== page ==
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The World in Medicine
May 12, 1999

No "Mad Cow" Mortality

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JAMA. 1999;281(18):1689. doi:10.1001/jama.281.18.1689-JWM90003-3-1

Butchers, farmers, and veterinarians in the United Kingdom (UK) can breathe a collective sigh of relief. A new study shows that deaths from Creutzfeldt-Jakob disease (CJD) have not increased among people in their occupations in the last two decades.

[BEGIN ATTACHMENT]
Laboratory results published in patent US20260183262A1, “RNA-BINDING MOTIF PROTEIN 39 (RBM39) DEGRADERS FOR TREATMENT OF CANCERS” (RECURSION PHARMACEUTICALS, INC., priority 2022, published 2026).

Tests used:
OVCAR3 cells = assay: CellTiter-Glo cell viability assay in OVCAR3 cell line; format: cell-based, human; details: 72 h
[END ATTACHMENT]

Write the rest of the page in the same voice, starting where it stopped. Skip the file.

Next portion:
The study was conducted in response to suspicions that bovine spongiform encephalopathy (mad cow disease) jumped from British cattle to humans as a new variant of CJD. Published in the April 17 BMJ, the study analyzed deaths in at-risk occupations in England and Wales from 1979 to 1996.

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